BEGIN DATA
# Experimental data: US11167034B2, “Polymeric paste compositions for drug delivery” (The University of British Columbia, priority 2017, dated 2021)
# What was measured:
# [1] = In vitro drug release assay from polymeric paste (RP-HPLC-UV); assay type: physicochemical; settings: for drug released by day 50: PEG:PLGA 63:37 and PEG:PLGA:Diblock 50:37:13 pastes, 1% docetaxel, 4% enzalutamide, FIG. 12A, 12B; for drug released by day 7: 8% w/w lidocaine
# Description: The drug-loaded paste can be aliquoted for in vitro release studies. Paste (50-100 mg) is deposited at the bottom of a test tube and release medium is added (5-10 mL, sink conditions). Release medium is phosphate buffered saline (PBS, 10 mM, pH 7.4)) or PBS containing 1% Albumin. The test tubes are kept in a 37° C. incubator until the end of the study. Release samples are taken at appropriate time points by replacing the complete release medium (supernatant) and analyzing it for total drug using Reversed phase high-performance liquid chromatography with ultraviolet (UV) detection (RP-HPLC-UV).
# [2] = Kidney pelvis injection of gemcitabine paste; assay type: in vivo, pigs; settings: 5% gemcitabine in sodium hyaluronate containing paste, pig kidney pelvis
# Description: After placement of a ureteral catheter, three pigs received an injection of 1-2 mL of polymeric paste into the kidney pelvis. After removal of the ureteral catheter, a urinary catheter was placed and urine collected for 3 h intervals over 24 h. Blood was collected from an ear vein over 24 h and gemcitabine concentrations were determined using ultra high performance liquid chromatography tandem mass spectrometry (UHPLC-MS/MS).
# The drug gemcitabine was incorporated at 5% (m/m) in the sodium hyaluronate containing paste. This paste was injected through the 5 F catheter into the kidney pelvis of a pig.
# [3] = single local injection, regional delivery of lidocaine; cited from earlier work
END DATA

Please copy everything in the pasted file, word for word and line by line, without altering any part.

# Experimental data: US11167034B2, “Polymeric paste compositions for drug delivery” (The University of British Columbia, priority 2017, dated 2021)
# What was measured:
# [1] = In vitro drug release assay from polymeric paste (RP-HPLC-UV); assay type: physicochemical; settings: for drug released by day 50: PEG:PLGA 63:37 and PEG:PLGA:Diblock 50:37:13 pastes, 1% docetaxel, 4% enzalutamide, FIG. 12A, 12B; for drug released by day 7: 8% w/w lidocaine
# Description: The drug-loaded paste can be aliquoted for in vitro release studies. Paste (50-100 mg) is deposited at the bottom of a test tube and release medium is added (5-10 mL, sink conditions). Release medium is phosphate buffered saline (PBS, 10 mM, pH 7.4)) or PBS containing 1% Albumin. The test tubes are kept in a 37° C. incubator until the end of the study. Release samples are taken at appropriate time points by replacing the complete release medium (supernatant) and analyzing it for total drug using Reversed phase high-performance liquid chromatography with ultraviolet (UV) detection (RP-HPLC-UV).
# [2] = Kidney pelvis injection of gemcitabine paste; assay type: in vivo, pigs; settings: 5% gemcitabine in sodium hyaluronate containing paste, pig kidney pelvis
# Description: After placement of a ureteral catheter, three pigs received an injection of 1-2 mL of polymeric paste into the kidney pelvis. After removal of the ureteral catheter, a urinary catheter was placed and urine collected for 3 h intervals over 24 h. Blood was collected from an ear vein over 24 h and gemcitabine concentrations were determined using ultra high performance liquid chromatography tandem mass spectrometry (UHPLC-MS/MS).
# The drug gemcitabine was incorporated at 5% (m/m) in the sodium hyaluronate containing paste. This paste was injected through the 5 F catheter into the kidney pelvis of a pig.
# [3] = single local injection, regional delivery of lidocaine; cited from earlier work